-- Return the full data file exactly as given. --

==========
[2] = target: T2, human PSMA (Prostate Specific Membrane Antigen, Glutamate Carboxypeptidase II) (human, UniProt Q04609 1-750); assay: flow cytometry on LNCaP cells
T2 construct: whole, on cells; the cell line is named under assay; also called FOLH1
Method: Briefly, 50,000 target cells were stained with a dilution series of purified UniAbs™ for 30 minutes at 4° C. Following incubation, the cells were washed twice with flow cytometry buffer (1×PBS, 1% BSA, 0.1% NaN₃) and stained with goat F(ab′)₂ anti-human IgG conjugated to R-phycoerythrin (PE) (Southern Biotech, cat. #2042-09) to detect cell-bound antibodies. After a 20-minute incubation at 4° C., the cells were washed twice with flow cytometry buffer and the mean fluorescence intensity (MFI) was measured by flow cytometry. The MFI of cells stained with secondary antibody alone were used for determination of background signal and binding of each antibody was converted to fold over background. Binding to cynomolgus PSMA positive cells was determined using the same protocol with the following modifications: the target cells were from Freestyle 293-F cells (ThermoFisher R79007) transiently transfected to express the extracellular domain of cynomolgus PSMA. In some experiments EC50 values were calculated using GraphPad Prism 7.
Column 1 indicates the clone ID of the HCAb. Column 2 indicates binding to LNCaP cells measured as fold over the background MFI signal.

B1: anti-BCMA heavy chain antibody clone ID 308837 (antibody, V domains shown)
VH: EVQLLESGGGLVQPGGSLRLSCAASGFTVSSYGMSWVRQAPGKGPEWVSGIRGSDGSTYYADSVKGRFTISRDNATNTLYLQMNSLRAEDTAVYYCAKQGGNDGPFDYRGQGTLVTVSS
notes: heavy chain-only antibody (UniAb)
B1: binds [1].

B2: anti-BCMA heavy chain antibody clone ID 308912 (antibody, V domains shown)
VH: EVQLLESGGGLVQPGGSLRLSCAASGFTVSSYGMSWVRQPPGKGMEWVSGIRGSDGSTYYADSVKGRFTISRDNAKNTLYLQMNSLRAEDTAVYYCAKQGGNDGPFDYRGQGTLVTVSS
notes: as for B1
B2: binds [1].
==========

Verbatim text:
[2] = target: T2, human PSMA (Prostate Specific Membrane Antigen, Glutamate Carboxypeptidase II) (human, UniProt Q04609 1-750); assay: flow cytometry on LNCaP cells
T2 construct: whole, on cells; the cell line is named under assay; also called FOLH1
Method: Briefly, 50,000 target cells were stained with a dilution series of purified UniAbs™ for 30 minutes at 4° C. Following incubation, the cells were washed twice with flow cytometry buffer (1×PBS, 1% BSA, 0.1% NaN₃) and stained with goat F(ab′)₂ anti-human IgG conjugated to R-phycoerythrin (PE) (Southern Biotech, cat. #2042-09) to detect cell-bound antibodies. After a 20-minute incubation at 4° C., the cells were washed twice with flow cytometry buffer and the mean fluorescence intensity (MFI) was measured by flow cytometry. The MFI of cells stained with secondary antibody alone were used for determination of background signal and binding of each antibody was converted to fold over background. Binding to cynomolgus PSMA positive cells was determined using the same protocol with the following modifications: the target cells were from Freestyle 293-F cells (ThermoFisher R79007) transiently transfected to express the extracellular domain of cynomolgus PSMA. In some experiments EC50 values were calculated using GraphPad Prism 7.
Column 1 indicates the clone ID of the HCAb. Column 2 indicates binding to LNCaP cells measured as fold over the background MFI signal.

B1: anti-BCMA heavy chain antibody clone ID 308837 (antibody, V domains shown)
VH: EVQLLESGGGLVQPGGSLRLSCAASGFTVSSYGMSWVRQAPGKGPEWVSGIRGSDGSTYYADSVKGRFTISRDNATNTLYLQMNSLRAEDTAVYYCAKQGGNDGPFDYRGQGTLVTVSS
notes: heavy chain-only antibody (UniAb)
B1: binds [1].

B2: anti-BCMA heavy chain antibody clone ID 308912 (antibody, V domains shown)
VH: EVQLLESGGGLVQPGGSLRLSCAASGFTVSSYGMSWVRQPPGKGMEWVSGIRGSDGSTYYADSVKGRFTISRDNAKNTLYLQMNSLRAEDTAVYYCAKQGGNDGPFDYRGQGTLVTVSS
notes: as for B1
B2: binds [1].